Media Reports

AI300: Insurers buck China’s lagging AUM growth

time:2019-09-12 source:AsianInvestor

 AsianInvestor’s annual study of the Asia-Pacific region’s top assets owners shows Chinese investors’ aggregate asset under management (AUM) fell behind that of their peers in Greater China.

Analysis of the 2019 AI300 data indicates that the AUM growth of Chinese asset owners was less than half the expansion rate seen in Hong Kong and Taiwan. Chinese central bank, insurance and sovereign wealth funds saw their aggregate AUM climb 4.1% year-on-year, falling well short of the 8.4% and 11.6% increases reported in Hong Kong and Taiwan.

The assets growth rate of investors based in the world’s second-largest economy also appears to be lagging the Asia-Pacific average, which stood at 8%.

As a result, China’s share of total regional assets is down on last year (see chart).


Proportion of assets share of investors in Greater China (Source: AI300)


Still, the position of the People’s Bank of China as the biggest asset owner in the Asia-Pacific region remains intact. Its AUM grew by 2.9% to about
$3.1 trillion, more than twice the size of the largest pension fund in the world, Japan's Government Pension Investment Fund.


Chinese insurers also experienced growth, with assets growing 14.8% to $1.5 trillion this year. Those in the top-15 in Greater China swelled even more, by 16.8% to $927 billion, with Ping An Life Insurance the fastest grower with a 32% jump in AUM.

Ping An Life didn't immediately respond to AsianInvestor’s queries on the reasons behind this breakneck growth. The insurer’s net profit was up 63.3% year-on-year as of June-end due to a “one-off gain from a tax law change on commission expenses”.

In the individual rankings, Ping An Life rose one place to eighth. China Life Insurance and China Pacific Life Insurance retained the positions as the seventh- and fifteenth-biggest investor in Greater China, respectively.

But that follows a slowdown of the asset growth rate of Chinese insurance companies in previous years after the China Insurance Regulatory Commission restricted the sale of short-term savings products and applied stricter scrutiny of capital injections from insurance company shareholders, said Qian Zhu, Shanghai-based senior credit officer at Moody’s.

The sector has gotten back on its feet since then.

“The premium income has resumed positive growth momentum this year … and the invested assets of Chinese insurance companies are growing, supported by the premium growth, which was recorded at 15% in the first half of 2019 and increased earnings,” Zhu said.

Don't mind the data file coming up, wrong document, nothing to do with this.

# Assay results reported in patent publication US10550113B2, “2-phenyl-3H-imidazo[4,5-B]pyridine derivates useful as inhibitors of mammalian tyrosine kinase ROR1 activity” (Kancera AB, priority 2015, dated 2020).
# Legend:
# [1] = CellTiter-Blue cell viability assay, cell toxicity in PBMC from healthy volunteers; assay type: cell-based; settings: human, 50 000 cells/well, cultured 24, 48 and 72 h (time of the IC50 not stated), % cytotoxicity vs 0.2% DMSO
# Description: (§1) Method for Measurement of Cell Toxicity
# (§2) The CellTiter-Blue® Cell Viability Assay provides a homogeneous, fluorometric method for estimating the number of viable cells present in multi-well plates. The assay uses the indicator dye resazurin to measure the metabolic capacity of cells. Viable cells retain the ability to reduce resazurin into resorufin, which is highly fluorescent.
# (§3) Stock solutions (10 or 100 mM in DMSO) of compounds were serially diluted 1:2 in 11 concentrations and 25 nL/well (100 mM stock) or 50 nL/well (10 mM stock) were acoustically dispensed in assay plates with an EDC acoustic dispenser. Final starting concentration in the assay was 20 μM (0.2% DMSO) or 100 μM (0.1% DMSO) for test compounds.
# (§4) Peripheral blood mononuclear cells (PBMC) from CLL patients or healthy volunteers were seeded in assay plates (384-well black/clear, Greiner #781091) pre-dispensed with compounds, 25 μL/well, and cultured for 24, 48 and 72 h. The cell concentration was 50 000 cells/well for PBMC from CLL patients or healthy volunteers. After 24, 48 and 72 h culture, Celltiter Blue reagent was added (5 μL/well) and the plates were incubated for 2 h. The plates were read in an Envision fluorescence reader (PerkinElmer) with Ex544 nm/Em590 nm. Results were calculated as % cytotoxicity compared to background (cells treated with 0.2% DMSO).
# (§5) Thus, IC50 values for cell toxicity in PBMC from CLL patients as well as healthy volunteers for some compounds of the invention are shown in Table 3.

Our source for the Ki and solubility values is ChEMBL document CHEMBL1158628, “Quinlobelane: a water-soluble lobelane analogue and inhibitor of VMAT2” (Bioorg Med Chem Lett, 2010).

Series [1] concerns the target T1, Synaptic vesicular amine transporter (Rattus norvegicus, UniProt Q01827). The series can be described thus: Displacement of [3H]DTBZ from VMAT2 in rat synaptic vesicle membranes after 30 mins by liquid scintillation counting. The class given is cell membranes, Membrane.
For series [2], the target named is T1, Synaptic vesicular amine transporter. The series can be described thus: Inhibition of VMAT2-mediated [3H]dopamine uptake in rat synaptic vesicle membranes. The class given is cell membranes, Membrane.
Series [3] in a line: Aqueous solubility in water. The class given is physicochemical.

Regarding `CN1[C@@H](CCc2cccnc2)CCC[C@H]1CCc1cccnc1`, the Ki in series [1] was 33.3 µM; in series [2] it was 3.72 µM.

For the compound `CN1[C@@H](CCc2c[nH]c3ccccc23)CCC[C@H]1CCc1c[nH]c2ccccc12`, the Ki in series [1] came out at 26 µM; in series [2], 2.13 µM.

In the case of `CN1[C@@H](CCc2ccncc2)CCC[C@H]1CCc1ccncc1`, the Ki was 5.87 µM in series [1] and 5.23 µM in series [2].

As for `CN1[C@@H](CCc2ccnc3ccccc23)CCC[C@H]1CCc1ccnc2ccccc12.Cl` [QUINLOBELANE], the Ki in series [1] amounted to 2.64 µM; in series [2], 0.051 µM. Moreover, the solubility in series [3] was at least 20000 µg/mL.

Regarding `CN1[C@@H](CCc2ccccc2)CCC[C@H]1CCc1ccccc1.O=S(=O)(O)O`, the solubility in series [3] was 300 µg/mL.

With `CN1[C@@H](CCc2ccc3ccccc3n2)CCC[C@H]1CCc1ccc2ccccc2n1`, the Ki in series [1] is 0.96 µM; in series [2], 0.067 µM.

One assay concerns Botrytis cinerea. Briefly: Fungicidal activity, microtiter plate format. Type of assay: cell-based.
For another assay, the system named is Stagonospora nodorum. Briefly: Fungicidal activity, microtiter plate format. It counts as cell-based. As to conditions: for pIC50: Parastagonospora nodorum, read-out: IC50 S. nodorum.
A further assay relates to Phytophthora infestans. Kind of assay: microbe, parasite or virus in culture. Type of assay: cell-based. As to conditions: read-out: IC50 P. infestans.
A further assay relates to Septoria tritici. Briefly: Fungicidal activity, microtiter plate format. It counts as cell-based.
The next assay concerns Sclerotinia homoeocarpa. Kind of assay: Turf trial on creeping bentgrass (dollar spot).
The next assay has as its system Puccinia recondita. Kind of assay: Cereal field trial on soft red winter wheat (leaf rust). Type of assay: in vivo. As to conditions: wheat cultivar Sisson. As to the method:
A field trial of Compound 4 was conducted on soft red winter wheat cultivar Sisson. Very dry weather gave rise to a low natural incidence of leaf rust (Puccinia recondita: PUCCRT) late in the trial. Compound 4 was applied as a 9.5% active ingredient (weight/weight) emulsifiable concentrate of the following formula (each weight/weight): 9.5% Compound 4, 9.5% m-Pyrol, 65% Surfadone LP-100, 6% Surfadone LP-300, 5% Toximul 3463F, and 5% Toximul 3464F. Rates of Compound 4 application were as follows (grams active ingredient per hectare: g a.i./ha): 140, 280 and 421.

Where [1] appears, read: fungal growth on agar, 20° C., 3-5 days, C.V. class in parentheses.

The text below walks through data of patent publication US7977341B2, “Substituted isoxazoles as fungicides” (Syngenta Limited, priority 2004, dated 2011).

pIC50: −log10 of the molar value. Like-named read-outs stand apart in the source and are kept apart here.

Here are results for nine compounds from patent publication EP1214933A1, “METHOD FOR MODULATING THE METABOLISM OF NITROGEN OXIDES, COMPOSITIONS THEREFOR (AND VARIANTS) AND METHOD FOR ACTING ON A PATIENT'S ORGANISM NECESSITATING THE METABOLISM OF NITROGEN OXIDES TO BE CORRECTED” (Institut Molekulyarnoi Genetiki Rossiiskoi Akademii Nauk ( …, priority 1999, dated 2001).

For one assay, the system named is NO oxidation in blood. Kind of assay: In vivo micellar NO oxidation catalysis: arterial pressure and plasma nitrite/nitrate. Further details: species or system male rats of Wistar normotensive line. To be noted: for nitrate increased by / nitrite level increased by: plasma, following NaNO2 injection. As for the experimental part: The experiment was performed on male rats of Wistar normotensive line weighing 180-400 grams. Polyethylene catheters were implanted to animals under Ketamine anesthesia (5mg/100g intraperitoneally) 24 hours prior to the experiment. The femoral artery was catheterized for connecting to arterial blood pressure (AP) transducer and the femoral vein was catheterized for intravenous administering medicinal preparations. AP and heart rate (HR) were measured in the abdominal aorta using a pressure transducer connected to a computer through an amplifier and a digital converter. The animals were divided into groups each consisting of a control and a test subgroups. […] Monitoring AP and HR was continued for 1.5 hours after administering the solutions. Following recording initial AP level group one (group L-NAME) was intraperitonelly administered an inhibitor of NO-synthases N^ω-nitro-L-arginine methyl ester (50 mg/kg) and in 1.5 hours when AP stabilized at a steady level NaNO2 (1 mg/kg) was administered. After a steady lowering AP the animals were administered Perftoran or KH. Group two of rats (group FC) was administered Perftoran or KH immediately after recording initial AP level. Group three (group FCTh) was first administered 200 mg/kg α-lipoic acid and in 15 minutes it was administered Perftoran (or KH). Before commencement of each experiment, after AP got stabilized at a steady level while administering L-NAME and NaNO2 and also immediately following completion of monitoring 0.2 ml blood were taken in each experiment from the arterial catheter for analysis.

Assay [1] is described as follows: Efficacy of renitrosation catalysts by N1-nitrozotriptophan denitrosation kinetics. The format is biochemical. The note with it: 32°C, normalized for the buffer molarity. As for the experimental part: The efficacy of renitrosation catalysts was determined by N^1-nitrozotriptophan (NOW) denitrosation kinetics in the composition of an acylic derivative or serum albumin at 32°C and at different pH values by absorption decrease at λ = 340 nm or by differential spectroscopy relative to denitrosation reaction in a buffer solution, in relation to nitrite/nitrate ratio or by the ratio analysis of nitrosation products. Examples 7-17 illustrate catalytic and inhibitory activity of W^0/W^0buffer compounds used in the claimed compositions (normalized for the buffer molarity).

And China's insurers look well placed to continue being the drivers of asset growth due to the still- relatively low levels of insurance penetration across the country.

“Insurance penetration in China is still one of the lowest, especially when you compare it to developed countries,” said Sam Radwan, chief executive of Enhance International, a US-based investment consultant.

“As the population ages at a rapid pace and as social insurance continues to struggle to fill the gap on total medical expenses, the government is hoping for the private sector (insurers) to pick up the slack,” he added. And this will result in a steady and a long-term growth of business on the life insurance side.


Nevertheless, in order to meet that growing demand, insurance specialists warned of potential asset allocation challenges for insurers.

“The biggest challenge I would say comes from the market. Now that the interest rate is so low, it's not easy for Chinese insurers to bring down liability costs when investment yields are pressured,” Zhu said.

Investable assets have also become scarcer, with the number of investable assets and routes to access them limited for insurers.

“China's capital market is less mature to begin with,” Zhu said, with a softening economy, credit risk in the corporate sector in China is also accumulating. And even if insurers were to look overseas for a bigger bucket of opportunities to choose from, they might struggle to find them.

“While technically they can invest abroad, this has slowed down, and [it] will continue to slow down in the short term given the weaker currency and trade tensions,” Radwan said. “While insurers are encouraged to invest abroad in technology, foreign technology companies especially in the US are skittish from receiving Chinese investment.”



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